Deep In The Heart of Downtown
Downtown Pittsburgh is booming. The Golden Triangle has grown in ways that previous generations may never have envisioned, and the perception of the neighborhood at the heart of Pittsburgh is changing rapidly –– for the better.
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Culture: A prime-time hub entices new crowds.
Many weekend shows at Arcade fill the small, Pittsburgh Cultural Trust-backed room to capacity; when the building opened, however, those audiences were made up mostly of dedicated comedy fans and loyalists. Now, Abby Fudor and Mike Rubino — two of Arcade’s co-owners — report their patrons have diversified. Tourists visiting the city, families and couples from the suburbs and those spending a full evening Downtown all find themselves at Arcade.
As plans for Arcade (arcadecomedytheater.com) evolved through 2012, there never was any question the theater would be located Downtown. “I thought, ‘What if comedy was front-and-center in a prime-time spot in the Cultural District?’“ Fudor says. “That’s where the hub is, and it’s where the recognition is. That was always the idea.”
A few decades ago, such an attitude would have been unthinkable; even 10 years ago, the idea of relying on people to come Downtown for smaller performances would have been met with skepticism. But the success of Arcade and other cultural organizations speaks to a markedly increased desire on the part of Pittsburghers and out-of-towners alike to spend time in the Golden Triangle.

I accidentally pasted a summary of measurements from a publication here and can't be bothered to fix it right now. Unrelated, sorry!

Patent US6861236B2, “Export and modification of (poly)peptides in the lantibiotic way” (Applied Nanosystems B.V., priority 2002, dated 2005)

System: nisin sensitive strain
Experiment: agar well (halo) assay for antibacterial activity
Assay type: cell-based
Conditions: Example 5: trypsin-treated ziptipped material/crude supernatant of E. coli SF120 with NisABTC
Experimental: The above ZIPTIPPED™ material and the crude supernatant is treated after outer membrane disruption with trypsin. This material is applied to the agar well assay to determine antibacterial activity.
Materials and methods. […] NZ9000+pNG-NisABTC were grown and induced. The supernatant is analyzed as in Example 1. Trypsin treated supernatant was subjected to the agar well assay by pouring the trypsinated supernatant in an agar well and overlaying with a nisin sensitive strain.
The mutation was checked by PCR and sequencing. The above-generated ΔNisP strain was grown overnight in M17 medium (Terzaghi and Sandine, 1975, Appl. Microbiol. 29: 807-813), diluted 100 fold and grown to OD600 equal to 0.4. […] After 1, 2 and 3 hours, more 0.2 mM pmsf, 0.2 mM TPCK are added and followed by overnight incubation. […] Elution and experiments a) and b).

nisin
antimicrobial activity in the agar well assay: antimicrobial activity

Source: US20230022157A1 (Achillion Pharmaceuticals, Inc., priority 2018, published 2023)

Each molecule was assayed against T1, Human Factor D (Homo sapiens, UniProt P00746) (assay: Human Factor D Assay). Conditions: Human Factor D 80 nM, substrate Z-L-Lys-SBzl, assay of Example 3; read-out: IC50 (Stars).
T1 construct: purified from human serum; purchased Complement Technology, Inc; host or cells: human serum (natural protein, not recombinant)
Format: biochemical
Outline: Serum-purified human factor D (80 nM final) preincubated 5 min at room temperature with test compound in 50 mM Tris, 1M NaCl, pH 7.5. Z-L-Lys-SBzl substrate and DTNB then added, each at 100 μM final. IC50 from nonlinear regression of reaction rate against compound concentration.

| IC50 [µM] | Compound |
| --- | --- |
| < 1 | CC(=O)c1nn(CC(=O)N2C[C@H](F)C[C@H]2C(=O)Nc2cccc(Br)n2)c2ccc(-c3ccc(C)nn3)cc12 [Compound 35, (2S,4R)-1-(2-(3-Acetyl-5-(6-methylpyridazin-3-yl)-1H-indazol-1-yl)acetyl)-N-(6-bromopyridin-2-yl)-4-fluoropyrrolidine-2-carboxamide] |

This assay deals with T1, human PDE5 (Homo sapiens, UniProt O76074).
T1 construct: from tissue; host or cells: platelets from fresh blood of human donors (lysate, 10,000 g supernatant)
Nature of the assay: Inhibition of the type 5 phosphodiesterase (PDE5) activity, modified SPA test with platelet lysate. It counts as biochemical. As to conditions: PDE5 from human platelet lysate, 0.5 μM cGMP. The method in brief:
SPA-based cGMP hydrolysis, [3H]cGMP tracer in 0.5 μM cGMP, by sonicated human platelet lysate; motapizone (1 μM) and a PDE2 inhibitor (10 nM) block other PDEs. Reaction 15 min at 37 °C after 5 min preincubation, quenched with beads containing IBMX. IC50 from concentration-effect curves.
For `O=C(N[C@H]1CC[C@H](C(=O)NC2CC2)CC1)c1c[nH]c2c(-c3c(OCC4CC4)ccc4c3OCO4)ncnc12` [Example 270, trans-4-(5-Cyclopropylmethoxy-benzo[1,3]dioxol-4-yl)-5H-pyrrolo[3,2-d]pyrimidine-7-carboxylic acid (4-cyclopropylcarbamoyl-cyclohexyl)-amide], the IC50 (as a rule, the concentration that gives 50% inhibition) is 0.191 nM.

“We wanted a centralized location so that folks in the city could get to us and folks outside of the city could get to us,” Rubino says.
The ascendance of the arts in the Cultural District predates Downtown’s current resurgence, dating back to the concerted effort to turn a once-seedy part of the city into a performance hub in the mid-1980s. The 1984 formation of the Cultural Trust (trustarts.org) led to the restoration of prime venues such as Heinz Hall, the Benedum Center for the Performing Arts and the Byham Theater; the late-’90s addition of the O’Reilly Theater and the subsequent growth of the Theater Square complex dramatically expanded Downtown’s creative footprint.
More recently, though, marquee performances in grand houses have not been the sole draw for audiences and patrons.
The likes of Bricolage Production Company (bricolagepgh.org) and Pittsburgh Playwrights Theatre Company (pghplaywrights.com) have expanded Downtown’s on-stage offerings. Gallery spaces such as Future Tenant (futuretenant.org) and SPACE (spacepittsburgh.org) — key locations in the Cultural Trust’s regular Gallery Crawl events — have brought visual arts beyond the city’s large museums. Next door to Arcade, the Harris Theater (cinema.pfpca.org) — one of three movie houses operating under the Pittsburgh Filmmakers banner and a venue for the annual Three Rivers Film Festival (3rff.com) — shows acclaimed world cinema in what once was an adult-film house. The Pittsburgh CLO Cabaret (pittsburghclo.org/cabaret) presents small-scale musicals to audiences who might not ordinarily attend a touring Broadway performance, and the August Wilson Center (culturaldistrict.org/pages/aacc) continues to offer programming in multiple disciplines.
The Pittsburgh Downtown Partnership’s 2016 State of Downtown report cited a Greater Pittsburgh Arts Council study showing approximately 4.2 million people attended arts and cultural events in 2015 in the Greater Downtown area. That number does not merely represent increased attendance but also indicates the variety and type of offerings in the heart of the city is diversifying. And creators are recognizing Downtown as a desirable place to perform.
“I was enamored by the idea of central Pittsburgh,” Fudor says. “I liked the idea of being in the center of the city.” —Sean Collier